Greenwashing is prohibited by the Australian Consumer Law (ACL) if environmental claims are found to be misleading or deceptive to consumers. The ACCC has identified greenwashing as an area of concern in its public enforcement policies for the past two years. Earlier this month, the ACCC announced that its top compliance and enforcement priority for 2023/24 will be investigating concerns relating to environmental claims and sustainability, continuing a focus on this issue by the ACCC in 2022/23.
In line with this priority, the ACCC recently published a greenwashing report outlining the findings of its internet sweep of environmental claims. A sweep was conducted across the websites of 247 Australian businesses over 8 different sectors to identify greenwashing practices. The report highlights that 57% of businesses had made “concerning” claims.
In particular, it found that businesses are:
- using vague or unclear environmental claims;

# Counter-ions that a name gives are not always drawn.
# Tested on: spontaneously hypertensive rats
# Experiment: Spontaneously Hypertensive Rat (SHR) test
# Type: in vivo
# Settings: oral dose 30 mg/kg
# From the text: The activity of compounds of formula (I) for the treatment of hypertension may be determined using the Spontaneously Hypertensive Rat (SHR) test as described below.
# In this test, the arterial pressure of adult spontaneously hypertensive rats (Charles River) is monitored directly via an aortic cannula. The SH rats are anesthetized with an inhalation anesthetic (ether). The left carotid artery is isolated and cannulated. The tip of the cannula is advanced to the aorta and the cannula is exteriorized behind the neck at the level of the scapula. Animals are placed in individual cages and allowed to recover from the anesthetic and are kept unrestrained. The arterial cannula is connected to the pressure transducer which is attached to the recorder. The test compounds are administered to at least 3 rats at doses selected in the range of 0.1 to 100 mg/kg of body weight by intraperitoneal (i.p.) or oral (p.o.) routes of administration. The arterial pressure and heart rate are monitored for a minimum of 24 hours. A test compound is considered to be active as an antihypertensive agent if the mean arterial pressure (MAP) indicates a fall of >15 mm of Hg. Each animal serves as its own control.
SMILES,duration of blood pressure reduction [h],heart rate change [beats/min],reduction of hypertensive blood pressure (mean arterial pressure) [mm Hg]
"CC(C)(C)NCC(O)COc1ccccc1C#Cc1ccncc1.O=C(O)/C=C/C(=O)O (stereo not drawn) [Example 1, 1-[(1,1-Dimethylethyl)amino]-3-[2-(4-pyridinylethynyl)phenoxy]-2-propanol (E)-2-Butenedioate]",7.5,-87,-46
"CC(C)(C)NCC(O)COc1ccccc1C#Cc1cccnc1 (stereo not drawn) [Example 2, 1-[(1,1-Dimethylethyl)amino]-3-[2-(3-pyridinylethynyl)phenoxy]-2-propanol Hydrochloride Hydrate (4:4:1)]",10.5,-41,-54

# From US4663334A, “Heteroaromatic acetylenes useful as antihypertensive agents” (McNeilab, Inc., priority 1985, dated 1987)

- not providing sufficient evidence for their claims;
- setting environmental goals without clear plans for how these will be achieved; and
- using third-party certifications and symbols in a confusing way.
Many of these themes mirror those in the proposed Green Claims Directive, pointing to a high degree of coordination in the approach of the European Commission and ACCC. In particular, both regulators stress the need for claims to be precise and to only assert benefits specific to the relevant part of the product or business. Both regulators also emphasise that claims need to be able to be substantiated by credible evidence that is readily accessible by consumers, and certification labels need to be used legitimately.
The sweep has identified high-level concerns and the ACCC has stated that they will be investigating further and undertaking enforcement, compliance and education activities where appropriate. This will include producing updated economy-wide guidance material, as well as targeted guidance for specific sectors. The ACCC will engage directly with businesses and industry associations to improve compliance with the ACL.
Recent greenwashing complaints to the ACCC
Relevantly, the ACCC has received a number of publicised complaints calling for it to investigate potential greenwashing activities.